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Talking about Baby Jesus

One stylish young mother, a Jewish woman in an interfaith marriage, signed up for my Jewish parenting workshop. One day she confessed sheepishly, "I was driving my three-year-old daughter past a creche scene and she asked about the baby in the manger. She said 'what's his name? Why is he there?' I just didn't know what to say. I didn't want to talk with her about Jesus. From then on I avoided that road so we wouldn't see the nativity scene again."  

Another mother in the workshop said, "We have Christian neighbors with two little girls, ages four and seven. They are just figuring out what it means to be Christian so they talk about it all the time. My little girl who is two and a half hears them. And now she says, "God and Jesus," all the time. I've told her we don't believe in Jesus, but she keeps saying it. Now she knows I don't like it so she'll shout out in the supermarket, 'God and Jesus.' I don't know what to do."

A third mother chimed in, "I've had the same thing. My kids overheard the nanny on the phone saying 'Jesus' and 'Oh my God,' and now they say it all the time. I explained that they can say 'Oh my Gosh,' so now they do that. I'm wondering what kind of influence the nanny will have on them. She's really respectful of us being Jewish. She even knows how to pack kosher lunches because my son goes to kindergarten at the synagogue's school. But you have to pick your battles. I don't want to criticize everything."

Because Jewish people in this society usually don't live in a Jewish ghetto, our families will encounter Christian symbols and Christian teaching again and again. So what do we do about Jesus?

I think it is fine to tell all children, Jewish children included, the story of Jesus' birth and life. This is one of the great stories of Western civilization and it won't hurt our children to know the story. I have also read my children Greek myths, African Anansi stories, Russian folktales and the Mayan story of creation. Especially for children in interfaith Christian/Jewish families, the story of Jesus is part of their personal heritage.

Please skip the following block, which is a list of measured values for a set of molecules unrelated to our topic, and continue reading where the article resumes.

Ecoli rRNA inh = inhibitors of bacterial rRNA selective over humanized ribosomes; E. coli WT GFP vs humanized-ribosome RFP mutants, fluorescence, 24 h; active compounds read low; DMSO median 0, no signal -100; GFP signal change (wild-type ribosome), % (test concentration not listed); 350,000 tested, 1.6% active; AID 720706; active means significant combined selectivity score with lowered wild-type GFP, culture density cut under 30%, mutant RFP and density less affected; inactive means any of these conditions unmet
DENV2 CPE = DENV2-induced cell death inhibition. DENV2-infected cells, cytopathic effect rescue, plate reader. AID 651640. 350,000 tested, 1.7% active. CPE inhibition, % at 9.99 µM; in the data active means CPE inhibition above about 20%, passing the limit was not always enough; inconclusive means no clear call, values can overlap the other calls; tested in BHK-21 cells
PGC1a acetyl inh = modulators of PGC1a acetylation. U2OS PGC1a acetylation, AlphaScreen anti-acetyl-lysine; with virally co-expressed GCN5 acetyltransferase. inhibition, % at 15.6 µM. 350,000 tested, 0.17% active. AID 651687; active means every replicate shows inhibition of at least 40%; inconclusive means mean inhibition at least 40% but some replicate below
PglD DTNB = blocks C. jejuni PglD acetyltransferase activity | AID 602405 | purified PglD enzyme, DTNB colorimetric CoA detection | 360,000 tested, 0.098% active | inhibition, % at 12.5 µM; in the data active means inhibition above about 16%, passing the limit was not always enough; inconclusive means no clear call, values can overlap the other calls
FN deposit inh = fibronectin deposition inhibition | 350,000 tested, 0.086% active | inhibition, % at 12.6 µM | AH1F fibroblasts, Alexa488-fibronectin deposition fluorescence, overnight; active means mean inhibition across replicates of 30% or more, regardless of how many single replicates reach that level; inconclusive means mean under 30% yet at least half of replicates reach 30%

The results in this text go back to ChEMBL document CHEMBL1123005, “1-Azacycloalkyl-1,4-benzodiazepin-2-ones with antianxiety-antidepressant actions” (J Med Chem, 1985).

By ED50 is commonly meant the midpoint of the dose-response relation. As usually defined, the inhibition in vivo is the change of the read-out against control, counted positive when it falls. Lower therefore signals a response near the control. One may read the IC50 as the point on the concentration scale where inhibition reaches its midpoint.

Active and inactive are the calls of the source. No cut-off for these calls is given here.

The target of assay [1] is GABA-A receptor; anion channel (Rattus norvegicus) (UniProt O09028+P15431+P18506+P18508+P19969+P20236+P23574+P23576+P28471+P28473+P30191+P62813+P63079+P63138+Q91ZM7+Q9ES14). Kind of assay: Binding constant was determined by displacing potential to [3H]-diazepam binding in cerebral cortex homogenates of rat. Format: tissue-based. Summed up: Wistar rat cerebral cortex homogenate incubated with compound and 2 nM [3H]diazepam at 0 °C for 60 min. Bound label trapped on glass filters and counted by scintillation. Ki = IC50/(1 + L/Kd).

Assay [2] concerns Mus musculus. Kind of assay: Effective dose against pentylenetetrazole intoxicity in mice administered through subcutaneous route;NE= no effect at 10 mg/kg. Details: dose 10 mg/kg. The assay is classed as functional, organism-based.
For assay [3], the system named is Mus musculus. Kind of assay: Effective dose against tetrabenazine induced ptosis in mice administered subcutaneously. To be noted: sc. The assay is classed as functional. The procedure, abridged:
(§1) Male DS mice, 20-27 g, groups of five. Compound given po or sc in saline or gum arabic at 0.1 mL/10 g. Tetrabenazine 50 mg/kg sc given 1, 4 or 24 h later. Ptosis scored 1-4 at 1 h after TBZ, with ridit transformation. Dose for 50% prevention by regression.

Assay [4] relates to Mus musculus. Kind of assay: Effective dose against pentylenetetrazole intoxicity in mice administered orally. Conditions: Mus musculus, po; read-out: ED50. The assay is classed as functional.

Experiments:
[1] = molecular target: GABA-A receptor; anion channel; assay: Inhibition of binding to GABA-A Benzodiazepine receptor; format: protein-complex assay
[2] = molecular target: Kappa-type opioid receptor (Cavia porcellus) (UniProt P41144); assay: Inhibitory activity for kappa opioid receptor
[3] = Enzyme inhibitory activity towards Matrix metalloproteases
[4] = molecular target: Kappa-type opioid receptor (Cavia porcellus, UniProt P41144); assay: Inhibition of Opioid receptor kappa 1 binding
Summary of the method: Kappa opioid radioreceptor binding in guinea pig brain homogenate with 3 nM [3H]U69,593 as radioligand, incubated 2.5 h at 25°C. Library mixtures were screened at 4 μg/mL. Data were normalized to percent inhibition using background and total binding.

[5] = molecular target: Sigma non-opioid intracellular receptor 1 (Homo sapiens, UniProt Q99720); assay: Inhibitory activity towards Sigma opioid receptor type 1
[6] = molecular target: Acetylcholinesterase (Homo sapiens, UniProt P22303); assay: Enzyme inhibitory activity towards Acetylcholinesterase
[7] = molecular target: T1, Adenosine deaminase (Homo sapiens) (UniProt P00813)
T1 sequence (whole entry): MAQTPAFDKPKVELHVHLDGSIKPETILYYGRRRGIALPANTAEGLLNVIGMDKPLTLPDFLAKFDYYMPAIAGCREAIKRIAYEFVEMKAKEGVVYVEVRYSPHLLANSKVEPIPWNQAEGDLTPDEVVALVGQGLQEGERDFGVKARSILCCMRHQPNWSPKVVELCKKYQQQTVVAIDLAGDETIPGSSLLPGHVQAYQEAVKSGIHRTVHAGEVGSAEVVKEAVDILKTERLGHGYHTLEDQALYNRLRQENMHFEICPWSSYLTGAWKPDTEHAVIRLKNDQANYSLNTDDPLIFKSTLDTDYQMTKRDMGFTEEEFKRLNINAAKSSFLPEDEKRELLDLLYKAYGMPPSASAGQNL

When it comes to explaining the difference in Jewish and Christian perspectives on Jesus--a conversation that is appropriate and maybe even fascinating for children as young as age four--I recommend something along these lines: "The Christian idea is that Jesus is so special that he is God. The Jewish idea is that Jesus was an important, good man who was a great teacher. But in the Jewish view, Jesus is not the only one who is God because there's God in every human being."

Some Jewish and Christian leaders feel that a child must have an either/or attitude about Jesus. Either Jesus is Christ and is the way to salvation or Jesus was a historical figure and is not God. I think a child can hold more complex truths than this dichotomous thinking allows. There is room for multiple truths, for mystery that is bigger than any simplistic understanding. Mommy has one relationship with Jesus, Daddy has another.

Children know that there are many different kinds of relationships and that one relationship does not disqualify another. Each parent relates to each child in the family and to each in-law in a unique way, and the fact of one relationship doesn't make the others any more right or wrong. Children can hold the truth that each parent has his or her own past, own ideas, own commitments, and own relationships religiously, as well.

As long as theology is not an area of bitter contention between parents, such that children feel torn and compelled to take sides, differences in parental relationship to Jesus are not harmful to children. Hearing neighbors, nannies and friends say, "Jesus!" is also not very significant; in fact, paying any attention to it will probably only create a problem out of the issue for the child, making it of greater interest.

The fact that the parents in my group were so concerned about the Jesus story and about Jesus language illustrated for me the need to have many more discussions about what Jesus means to us. Because of the sad history of Christian persecution and proselytizing, many Jews are Jesus-phobic. We aren't comfortable thinking about or talking about Jesus. This dis-ease makes it hard to calmly discuss Jesus with our children. It is time for us to work through our discomfort and to regard Jesus as the good Jewish teacher that he was.

Resolving Jesus-phobia will strengthen a path of Jewish integrity as it strengthens Jewish-Christian interfaith family life.

Derived from the Greek word for "assembly," a Jewish house of prayer. Synagogue refers to both the room where prayer services are held and the building where it occurs. In Yiddish, "shul." Reform synagogues are often called "temple." Hebrew for "fit" (as in, "fit for consumption"), the Jewish dietary laws.
Rabbi Julie Greenberg

Rabbi Julie Greenberg has served a Reconstructionist congregation in Philadelphia since 2001 and is also a licensed family therapist. Her book Just Parenting: Building the World One Family at a Time will be published in March 2014 and available from Amazon and most e-book distributors. She can be reached at juliegberg@gmail.com or through rabbijuliegreenberg.com.

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